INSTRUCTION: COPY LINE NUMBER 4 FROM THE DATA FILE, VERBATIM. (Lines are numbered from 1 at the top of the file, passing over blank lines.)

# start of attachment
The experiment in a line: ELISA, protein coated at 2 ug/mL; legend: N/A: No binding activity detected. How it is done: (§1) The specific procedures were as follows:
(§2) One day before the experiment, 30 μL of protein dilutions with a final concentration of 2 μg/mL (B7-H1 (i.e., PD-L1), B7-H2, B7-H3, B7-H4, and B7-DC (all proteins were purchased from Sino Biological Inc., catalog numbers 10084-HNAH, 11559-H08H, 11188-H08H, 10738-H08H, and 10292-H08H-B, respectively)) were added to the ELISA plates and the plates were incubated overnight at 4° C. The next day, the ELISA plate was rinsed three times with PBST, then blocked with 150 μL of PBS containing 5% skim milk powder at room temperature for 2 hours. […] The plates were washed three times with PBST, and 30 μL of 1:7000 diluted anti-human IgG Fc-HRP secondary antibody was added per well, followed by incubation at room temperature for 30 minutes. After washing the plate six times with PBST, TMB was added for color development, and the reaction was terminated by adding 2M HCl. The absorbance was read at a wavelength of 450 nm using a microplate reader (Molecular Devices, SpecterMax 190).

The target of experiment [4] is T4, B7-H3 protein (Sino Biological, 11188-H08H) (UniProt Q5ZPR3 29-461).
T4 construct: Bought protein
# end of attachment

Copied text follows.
T4 construct: Bought protein